The New York Times has a report today that provides some additional insight into Apple’s plans for the upcoming streaming music service that the company is rumored to be developing with its Beats division. Being billed as a service that is expected to rival Spotify, the new subscription offering has Trent Reznor of Nine Inch Nails fame overseeing the redesign of the iOS Music app to accommodate the new services. The report also notes that Apple is planning improvements to iTunes Radio to focus more on regional listeners, and “splashy new albums” that will be released initially as iTunes exclusives. Former BBC Radio DJ Zane Lowe has apparently been hired by Apple to play a role in redesigning iTunes Radio to “bear some resemblance to a traditional radio station.”
The report also confirms that Apple’s new service will not come in at a lower price than competing services. Several music executives told the New York Times that Apple’s attempts to negotiate lower pricing from record labels have failed, suggesting that Apple’s service will likely be priced at the $10/month level that has pretty much become standard across all streaming music services. Unlike services such as Spotify, however, Apple’s new service is not expected to have a free version, a decision that music executives are reported to be particularly happy about.
Today in iLounge Deals we’re offering up the ‘Bobine’ Flexible iPhone Charging Dock for only $24.99 – almost 30% off the normal price. This gravity-defying all-in-one device incorporates an MFI-certified Lightning charging cable with a flexible dock and a tripod, allowing you to charge and dock your iPhone at any angle you could possibly want. The 24-inch cable is ultra-strong and flexible to you can also use it as a tripod for snapping selfies or time-lapse photos.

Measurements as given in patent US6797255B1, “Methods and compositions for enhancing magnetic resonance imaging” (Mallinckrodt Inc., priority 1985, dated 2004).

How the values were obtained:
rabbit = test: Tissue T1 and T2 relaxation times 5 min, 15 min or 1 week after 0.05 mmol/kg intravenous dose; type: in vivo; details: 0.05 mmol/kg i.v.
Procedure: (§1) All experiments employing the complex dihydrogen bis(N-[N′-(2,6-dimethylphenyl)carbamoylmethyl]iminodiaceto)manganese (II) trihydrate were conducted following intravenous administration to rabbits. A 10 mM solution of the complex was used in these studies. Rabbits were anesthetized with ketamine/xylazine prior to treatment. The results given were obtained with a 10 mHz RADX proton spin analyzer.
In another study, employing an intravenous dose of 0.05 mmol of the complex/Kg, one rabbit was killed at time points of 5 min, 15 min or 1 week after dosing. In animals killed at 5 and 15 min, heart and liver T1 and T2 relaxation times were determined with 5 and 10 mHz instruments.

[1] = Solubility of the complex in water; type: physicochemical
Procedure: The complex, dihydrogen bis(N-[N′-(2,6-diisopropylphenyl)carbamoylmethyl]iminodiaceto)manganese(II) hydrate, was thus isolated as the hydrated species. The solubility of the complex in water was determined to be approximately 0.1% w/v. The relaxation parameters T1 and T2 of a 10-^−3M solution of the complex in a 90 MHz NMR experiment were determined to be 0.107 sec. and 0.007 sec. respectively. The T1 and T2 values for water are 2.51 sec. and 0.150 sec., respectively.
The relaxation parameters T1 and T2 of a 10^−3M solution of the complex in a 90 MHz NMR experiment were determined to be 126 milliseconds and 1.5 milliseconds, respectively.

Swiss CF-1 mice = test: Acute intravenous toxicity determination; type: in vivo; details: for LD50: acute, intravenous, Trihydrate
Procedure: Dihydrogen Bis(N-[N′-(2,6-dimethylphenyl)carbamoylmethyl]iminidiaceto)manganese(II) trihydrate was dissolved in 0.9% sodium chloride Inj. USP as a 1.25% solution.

Apple has added CNNgo to its list of Apple TV channels, just a day after adding a trio of channels to the set-top box. CNNgo offers live news coverage, shows, and recorded news clips. While live coverage and CNN programming require cable authentication, the news clips are free for all to access.
Hex recently introduced its Convoy Collection ($30-$130), a collection spanning a wide range of bags, cases, and wallets, all in a black-and-white striped pattern. We received the Convoy Convertible Backpack ($100), Convoy Laptop Tote ($80), and Convoy 13” Convertible Sleeve ($60) for further examination. Convertible Backpack is a traditional backpack which can accommodate a laptop up to the size of a 15” MacBook Pro, and the bag’s front pocket is large enough to hold an iPad. Laptop Tote can also hold up to a 15” MacBook Pro and an iPad, while the 13” Convertible Sleeve fits up to a 13” MacBook Pro, as one might expect. Of course, all three bags feature additional storage space for an iPhone, cables, and other various accessories.